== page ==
Over on the Dancing Lights Press website, I published a piece explaining why there’s little or no art in my books. It’s going to be boilerplate in most of the things I release going forward. If you don’t want to stop and read it, I’ll sum up: I see tabletop roleplaying as a verbal medium, not a visual one. Packing a book with full-color illustrations that serve no inherent purpose just because everyone else does it that way makes no sense to me. My emphasis is on reading, writing, and telling stories. If having a piece of art adds something, helps to explain a rule or gives you a better grip on the tone and style of the setting, it should be there. If the only value it adds it to make the book look pretty, inflate the page count, and jack up the price, it’s meaningless and doesn’t belong. If I really, truly feel that an illustration is required in one of my books, it will be there.
While this is controversial in and of itself, there is another reason why I eschew art in my books. It comes down to business and ethics. On the former, I work on a Roger Corman paradigm. I can turn out an entertaining product in a short time, with a low budget, and make a profit on it. Art costs money. Adding illustrations just because everyone else packs their books with it increases my costs and decreases my profits. While I want to create quality products that are useful and solve problems for creative writers and tabletop roleplayers, I am running a business. This isn’t my hobby. Writing and publisher are how I pay the rent.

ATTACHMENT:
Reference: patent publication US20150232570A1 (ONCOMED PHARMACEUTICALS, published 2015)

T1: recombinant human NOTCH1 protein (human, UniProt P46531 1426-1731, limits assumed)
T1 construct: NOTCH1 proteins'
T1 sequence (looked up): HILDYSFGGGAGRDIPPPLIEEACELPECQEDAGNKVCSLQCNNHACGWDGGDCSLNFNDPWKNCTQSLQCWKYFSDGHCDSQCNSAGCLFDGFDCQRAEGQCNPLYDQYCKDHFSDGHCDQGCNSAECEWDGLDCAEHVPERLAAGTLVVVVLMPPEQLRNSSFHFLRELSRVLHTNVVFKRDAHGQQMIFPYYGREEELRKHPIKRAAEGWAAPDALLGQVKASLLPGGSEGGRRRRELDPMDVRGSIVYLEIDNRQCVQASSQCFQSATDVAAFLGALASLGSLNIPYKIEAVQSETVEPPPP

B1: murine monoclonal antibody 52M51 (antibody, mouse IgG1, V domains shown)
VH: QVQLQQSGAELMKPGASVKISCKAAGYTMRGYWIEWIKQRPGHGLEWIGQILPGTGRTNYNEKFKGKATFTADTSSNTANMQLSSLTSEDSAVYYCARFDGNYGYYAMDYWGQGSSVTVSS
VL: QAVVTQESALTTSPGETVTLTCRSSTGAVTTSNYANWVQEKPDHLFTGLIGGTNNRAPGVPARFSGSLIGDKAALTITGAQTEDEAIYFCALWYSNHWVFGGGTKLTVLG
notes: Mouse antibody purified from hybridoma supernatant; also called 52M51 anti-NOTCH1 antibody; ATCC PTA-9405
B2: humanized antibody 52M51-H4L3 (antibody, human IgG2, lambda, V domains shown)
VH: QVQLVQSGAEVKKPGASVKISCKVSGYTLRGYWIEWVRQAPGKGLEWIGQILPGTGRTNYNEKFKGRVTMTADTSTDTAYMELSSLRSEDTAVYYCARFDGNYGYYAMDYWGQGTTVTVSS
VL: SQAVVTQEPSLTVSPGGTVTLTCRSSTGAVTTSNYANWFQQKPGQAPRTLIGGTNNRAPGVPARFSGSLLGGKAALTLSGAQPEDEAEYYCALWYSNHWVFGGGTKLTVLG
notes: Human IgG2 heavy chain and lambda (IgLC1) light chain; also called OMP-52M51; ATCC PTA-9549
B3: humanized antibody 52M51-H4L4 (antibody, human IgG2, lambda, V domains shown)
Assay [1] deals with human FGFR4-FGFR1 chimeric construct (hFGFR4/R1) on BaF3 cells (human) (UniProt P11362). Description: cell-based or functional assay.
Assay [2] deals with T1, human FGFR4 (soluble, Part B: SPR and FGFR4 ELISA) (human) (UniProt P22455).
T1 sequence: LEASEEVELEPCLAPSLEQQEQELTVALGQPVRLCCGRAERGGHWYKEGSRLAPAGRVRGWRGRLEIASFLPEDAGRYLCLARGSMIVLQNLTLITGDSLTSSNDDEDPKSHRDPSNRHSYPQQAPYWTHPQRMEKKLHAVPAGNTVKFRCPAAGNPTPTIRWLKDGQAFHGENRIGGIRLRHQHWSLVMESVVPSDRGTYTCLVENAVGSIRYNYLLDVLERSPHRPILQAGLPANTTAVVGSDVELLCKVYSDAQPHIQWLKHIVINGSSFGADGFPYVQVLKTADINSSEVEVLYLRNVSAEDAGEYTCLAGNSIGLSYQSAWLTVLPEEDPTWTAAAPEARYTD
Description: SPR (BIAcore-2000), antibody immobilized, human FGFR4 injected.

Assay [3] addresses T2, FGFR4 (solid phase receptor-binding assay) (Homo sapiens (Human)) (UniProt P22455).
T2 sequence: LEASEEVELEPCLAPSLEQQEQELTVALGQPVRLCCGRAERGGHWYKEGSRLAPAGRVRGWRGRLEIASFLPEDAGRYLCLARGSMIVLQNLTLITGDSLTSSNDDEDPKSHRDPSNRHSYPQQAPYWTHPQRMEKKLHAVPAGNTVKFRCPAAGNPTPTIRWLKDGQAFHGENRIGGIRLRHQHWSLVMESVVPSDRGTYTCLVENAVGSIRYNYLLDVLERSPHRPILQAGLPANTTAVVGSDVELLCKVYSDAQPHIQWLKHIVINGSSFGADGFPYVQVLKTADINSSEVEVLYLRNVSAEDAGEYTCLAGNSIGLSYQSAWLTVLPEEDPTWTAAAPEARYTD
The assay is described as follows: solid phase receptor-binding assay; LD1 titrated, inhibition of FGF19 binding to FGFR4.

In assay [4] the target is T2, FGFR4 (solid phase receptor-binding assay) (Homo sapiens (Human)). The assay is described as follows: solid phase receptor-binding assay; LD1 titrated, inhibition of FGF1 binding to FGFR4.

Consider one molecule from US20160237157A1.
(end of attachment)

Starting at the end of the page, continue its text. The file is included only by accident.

Which leads to the ethics part. On a regular basis, people tell me about various ways that I could get free artwork for my books. These suggestions are based on what other publishers have done. I could run a contest, for example, paying the winner but retaining the rights to all of the entrants’ work for use later. If I wanted to be a real scumbag, I could charge a small entry fee, so artists essentially pay me to steal their artwork. I could visit various websites and sweet-talk artists into giving me illustrations in return for the exposure I could bring them. There’s always the option of getting them to work on spec, giving me art for this job with the promise of hiring them for the next gig — if this one works out, which of course it won’t, because I’m already on to ripping off the next artist.
If I expect to get paid, then I need to stand up for the rights of everyone else who works for me to get paid, too. Their talent has value. Their time has value. The resource they use, whether it’s paint and brushes or hardware and software, has value. If I have to choose between paying my bills and paying an artist, which is where the business is art right now, I’m going to pay my bills. Which means that if given the choice of hiring and artist and not paying them or not hiring an artist, I’m not hiring an artist. For those who feel that if I can’t do things “right” (i.e. the way everyone else does them) I shouldn’t do it at all, well, 41 best-selling titles and counting, good reviews, and the fact that I’ve managed to support my wife and I doing this for over a year would seem to indicate that “There are more things in heaven and earth, Horatio, Than are dreamt of in your philosophy.”